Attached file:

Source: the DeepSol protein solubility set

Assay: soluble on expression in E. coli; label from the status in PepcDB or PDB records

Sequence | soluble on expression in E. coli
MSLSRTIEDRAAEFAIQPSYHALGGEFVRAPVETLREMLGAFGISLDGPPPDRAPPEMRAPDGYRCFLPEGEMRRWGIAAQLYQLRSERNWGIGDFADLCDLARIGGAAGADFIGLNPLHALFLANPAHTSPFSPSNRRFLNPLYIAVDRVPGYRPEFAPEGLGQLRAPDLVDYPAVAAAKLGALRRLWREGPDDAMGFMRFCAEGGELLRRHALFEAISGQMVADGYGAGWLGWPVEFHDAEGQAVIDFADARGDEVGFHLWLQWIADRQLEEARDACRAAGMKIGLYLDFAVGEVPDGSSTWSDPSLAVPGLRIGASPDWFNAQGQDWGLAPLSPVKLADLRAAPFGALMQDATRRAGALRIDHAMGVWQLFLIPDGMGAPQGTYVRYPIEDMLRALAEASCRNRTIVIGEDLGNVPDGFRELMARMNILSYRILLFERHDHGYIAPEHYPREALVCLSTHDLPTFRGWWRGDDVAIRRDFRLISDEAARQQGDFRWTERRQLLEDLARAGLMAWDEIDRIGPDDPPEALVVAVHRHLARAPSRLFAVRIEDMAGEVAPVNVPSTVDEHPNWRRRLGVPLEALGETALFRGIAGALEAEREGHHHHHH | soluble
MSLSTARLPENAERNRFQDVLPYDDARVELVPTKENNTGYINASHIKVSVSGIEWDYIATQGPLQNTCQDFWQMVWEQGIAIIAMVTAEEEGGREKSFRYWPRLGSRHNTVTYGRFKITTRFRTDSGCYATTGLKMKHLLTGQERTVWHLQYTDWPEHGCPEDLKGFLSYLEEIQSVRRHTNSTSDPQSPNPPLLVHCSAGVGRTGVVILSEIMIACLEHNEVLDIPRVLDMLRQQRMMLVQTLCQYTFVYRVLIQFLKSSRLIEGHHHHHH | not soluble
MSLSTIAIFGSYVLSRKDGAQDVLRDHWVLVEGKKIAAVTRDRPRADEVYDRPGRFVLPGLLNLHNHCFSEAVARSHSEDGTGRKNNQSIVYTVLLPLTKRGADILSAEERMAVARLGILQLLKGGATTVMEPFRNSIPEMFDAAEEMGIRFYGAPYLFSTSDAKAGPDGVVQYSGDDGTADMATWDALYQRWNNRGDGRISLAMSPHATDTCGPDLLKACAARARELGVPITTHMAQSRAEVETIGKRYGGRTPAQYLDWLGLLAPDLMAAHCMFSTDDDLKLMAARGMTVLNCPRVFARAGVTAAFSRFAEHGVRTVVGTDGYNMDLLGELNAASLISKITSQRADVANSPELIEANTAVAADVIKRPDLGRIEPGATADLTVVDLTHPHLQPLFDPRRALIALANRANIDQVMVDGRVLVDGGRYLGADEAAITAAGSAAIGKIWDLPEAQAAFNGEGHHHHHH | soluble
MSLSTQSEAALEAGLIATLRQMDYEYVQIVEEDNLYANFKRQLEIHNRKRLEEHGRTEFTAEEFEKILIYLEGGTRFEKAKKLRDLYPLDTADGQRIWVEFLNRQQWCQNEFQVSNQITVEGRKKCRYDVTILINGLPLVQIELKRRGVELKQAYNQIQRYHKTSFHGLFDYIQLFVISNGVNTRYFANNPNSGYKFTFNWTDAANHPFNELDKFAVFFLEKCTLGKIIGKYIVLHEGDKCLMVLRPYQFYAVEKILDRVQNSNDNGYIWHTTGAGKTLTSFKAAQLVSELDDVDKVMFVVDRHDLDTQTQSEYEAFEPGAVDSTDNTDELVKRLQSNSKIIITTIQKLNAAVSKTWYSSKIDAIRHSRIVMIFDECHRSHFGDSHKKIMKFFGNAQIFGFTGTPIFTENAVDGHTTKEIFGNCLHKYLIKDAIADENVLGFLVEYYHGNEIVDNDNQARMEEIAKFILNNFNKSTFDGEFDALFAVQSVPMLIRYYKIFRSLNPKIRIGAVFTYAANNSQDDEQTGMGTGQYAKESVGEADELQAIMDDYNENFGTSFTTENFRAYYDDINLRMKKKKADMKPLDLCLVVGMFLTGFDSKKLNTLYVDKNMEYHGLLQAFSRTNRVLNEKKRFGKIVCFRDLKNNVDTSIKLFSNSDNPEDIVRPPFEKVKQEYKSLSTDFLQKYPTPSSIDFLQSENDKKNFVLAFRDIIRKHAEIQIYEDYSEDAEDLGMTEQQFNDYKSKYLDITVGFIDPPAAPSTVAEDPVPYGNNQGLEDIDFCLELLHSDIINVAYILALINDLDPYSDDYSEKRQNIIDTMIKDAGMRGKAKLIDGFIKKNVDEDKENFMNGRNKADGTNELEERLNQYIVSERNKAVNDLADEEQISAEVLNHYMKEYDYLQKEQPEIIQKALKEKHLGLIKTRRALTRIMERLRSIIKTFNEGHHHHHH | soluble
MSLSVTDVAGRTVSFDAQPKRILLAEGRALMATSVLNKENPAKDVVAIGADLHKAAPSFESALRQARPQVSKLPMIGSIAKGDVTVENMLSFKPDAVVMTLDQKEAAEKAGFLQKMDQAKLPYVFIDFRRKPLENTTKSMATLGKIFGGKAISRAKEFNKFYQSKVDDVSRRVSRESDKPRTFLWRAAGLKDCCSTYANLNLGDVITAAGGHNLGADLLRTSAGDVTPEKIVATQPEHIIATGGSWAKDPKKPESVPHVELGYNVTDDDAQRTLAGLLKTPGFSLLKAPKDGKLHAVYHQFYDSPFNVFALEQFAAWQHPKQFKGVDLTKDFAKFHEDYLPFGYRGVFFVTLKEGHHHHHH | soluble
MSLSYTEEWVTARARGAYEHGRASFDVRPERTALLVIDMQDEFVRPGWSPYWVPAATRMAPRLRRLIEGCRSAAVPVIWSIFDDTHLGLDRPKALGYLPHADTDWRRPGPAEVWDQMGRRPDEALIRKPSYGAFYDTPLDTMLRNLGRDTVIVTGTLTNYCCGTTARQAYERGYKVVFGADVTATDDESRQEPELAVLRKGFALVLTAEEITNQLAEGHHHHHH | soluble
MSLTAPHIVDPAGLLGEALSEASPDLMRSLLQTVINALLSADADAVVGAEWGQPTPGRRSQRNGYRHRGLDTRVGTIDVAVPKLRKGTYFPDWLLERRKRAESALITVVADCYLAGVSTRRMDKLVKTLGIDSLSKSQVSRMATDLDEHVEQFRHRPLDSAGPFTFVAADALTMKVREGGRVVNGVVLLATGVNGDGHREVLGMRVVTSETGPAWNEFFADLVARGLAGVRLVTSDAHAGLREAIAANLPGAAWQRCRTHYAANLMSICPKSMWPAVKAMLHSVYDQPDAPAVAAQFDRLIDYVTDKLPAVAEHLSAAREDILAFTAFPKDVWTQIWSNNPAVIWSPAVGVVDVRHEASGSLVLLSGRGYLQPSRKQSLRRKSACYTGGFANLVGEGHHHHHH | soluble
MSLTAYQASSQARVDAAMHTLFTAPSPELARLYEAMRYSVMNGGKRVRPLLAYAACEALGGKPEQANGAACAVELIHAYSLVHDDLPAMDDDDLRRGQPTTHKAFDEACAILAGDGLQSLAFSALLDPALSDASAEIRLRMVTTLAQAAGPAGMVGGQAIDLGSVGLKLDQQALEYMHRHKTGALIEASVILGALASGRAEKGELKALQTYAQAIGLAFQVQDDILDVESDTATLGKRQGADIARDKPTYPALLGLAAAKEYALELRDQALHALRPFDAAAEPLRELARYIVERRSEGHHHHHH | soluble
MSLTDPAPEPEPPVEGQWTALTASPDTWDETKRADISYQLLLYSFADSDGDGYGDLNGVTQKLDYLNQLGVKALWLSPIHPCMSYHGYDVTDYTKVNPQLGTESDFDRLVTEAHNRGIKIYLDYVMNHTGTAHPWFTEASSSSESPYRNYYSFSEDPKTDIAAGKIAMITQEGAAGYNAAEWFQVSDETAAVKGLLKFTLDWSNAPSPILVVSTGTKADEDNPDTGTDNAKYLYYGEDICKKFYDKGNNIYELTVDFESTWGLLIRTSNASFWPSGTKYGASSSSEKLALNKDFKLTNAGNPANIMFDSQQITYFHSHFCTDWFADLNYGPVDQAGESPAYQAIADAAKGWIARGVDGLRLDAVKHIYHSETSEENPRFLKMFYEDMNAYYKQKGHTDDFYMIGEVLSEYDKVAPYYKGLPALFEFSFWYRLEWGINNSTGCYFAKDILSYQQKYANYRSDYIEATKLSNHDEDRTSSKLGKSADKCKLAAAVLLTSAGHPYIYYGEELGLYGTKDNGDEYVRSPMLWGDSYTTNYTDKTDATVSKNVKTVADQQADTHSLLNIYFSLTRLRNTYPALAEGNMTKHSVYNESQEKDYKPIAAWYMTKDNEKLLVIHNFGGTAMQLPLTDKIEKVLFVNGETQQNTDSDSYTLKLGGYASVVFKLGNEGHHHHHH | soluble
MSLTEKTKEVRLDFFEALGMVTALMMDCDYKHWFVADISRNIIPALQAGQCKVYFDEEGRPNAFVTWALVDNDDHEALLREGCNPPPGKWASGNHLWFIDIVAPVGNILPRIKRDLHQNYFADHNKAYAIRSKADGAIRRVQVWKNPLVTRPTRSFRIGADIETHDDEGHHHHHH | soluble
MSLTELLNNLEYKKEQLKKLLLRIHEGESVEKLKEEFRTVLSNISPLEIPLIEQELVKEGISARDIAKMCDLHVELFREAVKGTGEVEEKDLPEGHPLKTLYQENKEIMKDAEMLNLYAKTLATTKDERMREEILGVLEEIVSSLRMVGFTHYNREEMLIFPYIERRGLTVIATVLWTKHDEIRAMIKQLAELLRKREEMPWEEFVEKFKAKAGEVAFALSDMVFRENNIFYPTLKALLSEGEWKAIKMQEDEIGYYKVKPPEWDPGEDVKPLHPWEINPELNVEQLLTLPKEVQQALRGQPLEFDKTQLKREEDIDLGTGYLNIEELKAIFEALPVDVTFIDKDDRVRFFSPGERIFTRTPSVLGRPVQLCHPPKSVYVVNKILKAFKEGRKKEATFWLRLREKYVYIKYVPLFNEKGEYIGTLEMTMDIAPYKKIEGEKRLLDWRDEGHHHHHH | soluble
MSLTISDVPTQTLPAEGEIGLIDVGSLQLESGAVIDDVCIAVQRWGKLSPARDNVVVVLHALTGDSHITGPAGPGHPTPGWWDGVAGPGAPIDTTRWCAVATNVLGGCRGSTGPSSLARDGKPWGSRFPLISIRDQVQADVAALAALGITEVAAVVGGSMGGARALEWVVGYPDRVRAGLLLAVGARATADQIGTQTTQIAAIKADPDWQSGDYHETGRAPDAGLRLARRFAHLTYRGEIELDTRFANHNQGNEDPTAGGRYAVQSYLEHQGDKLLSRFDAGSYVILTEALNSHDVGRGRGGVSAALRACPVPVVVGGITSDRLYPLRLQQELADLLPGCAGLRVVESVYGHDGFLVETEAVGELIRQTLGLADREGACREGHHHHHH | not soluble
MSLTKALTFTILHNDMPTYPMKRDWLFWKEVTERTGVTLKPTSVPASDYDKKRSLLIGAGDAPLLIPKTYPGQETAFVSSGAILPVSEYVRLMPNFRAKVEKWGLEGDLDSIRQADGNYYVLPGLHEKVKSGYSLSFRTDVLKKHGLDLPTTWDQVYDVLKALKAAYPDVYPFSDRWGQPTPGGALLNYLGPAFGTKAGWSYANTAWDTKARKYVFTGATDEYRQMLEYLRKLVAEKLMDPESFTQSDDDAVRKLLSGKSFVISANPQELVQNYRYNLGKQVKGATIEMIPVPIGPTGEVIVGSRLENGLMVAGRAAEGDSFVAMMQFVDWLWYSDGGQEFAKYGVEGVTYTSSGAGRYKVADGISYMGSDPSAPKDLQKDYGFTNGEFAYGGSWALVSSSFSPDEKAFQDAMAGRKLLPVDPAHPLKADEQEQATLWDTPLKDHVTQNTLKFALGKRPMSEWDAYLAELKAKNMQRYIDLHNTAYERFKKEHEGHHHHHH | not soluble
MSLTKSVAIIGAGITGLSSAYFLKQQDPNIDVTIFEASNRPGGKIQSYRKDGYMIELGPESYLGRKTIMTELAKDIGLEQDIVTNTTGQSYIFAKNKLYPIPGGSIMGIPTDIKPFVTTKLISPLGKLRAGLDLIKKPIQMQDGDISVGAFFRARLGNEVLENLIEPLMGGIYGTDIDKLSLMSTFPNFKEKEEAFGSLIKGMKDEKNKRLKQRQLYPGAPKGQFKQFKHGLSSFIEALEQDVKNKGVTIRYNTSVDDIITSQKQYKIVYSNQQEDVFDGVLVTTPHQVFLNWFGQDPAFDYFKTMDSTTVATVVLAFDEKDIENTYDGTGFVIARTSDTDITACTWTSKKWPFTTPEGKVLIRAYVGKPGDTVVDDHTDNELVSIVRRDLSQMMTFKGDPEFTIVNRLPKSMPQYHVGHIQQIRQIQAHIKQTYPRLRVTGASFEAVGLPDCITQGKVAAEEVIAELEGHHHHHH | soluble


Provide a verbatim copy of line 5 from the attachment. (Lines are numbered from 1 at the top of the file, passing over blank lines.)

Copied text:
MSLSTARLPENAERNRFQDVLPYDDARVELVPTKENNTGYINASHIKVSVSGIEWDYIATQGPLQNTCQDFWQMVWEQGIAIIAMVTAEEEGGREKSFRYWPRLGSRHNTVTYGRFKITTRFRTDSGCYATTGLKMKHLLTGQERTVWHLQYTDWPEHGCPEDLKGFLSYLEEIQSVRRHTNSTSDPQSPNPPLLVHCSAGVGRTGVVILSEIMIACLEHNEVLDIPRVLDMLRQQRMMLVQTLCQYTFVYRVLIQFLKSSRLIEGHHHHHH | not soluble